February 17, 1999
Murray B. Sachs, Ph.D., Massey Professor and director of biomedical engineering and professor of neuroscience and otolaryngology-head and neck surgery at Johns Hopkins, received the 1999 Association for Research in Otolaryngology (ARO) Award of Merit. The award recognizes his groundbreaking research on the "encoding" of sounds in the inner ear and the brain -- work that has important implications in understanding not only how we hear, but also how the brain processes sensory information.
Sachs was introduced to research on the nervous system while studying electrical engineering and auditory physiology at the Massachusetts Institute of Technology, where he received his academic degrees. Following his graduate studies and a short diversion from the auditory research for which he is renowned, he joined the faculty of The Johns Hopkins University in 1970, the same year the biomedical engineering department was formed.
At Hopkins, Sachs and his colleagues set out to further understand how the brain processes sounds like speech and other complex stimuli.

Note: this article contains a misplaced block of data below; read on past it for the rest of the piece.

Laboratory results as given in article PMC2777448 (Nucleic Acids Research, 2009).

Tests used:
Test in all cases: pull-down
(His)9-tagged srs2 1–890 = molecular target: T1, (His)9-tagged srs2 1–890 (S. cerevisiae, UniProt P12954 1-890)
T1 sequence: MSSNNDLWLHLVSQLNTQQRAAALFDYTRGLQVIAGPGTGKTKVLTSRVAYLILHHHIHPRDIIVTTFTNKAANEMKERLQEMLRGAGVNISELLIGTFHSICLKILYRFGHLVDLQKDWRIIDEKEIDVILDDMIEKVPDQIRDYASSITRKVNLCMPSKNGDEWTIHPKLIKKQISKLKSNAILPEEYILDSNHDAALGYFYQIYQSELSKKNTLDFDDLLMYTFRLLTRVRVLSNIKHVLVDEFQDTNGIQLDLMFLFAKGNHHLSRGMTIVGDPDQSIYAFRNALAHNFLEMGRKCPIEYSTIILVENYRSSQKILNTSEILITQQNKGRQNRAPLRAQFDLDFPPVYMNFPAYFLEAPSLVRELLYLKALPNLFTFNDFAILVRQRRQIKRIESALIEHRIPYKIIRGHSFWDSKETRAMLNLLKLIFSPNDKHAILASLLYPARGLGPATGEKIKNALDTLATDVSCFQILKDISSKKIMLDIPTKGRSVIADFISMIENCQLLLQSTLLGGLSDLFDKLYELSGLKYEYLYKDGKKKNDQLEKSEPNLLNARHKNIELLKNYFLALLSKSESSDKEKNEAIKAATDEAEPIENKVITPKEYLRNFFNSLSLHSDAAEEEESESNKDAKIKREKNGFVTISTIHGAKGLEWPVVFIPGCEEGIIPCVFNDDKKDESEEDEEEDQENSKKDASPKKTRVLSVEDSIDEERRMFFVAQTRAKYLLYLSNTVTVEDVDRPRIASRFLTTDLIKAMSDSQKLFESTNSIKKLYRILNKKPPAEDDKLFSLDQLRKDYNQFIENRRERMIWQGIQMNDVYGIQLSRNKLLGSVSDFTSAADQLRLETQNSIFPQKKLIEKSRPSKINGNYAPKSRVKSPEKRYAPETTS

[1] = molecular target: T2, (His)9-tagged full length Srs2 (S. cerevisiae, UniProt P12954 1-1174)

Their integration of basic research and clinical problems led to the establishment in 1986 of the Center for Hearing Sciences. The Research and Training Center for Hearing and Balance was set up in 1991. Under Sachs' direction, both centers promoted interaction among scientists in the departments of biomedical engineering, otolaryngology and neuroscience.
Known as an inspiring teacher, Sachs trained many scientists who are leaders in auditory research and biomedical engineering, says Eric Young, Ph.D., professor of biomedical engineering and current director of the Research and Training Center for Hearing and Balance.
The ARO, a scientific society of researchers in hearing, speech, balance, smell, taste, and diseases of the head and neck, established the Award of Merit in 1977.
Sachs also has been recognized by the Institute of Medicine, Sigma Xi and the Acoustical Society of America. (Photos available upon request.)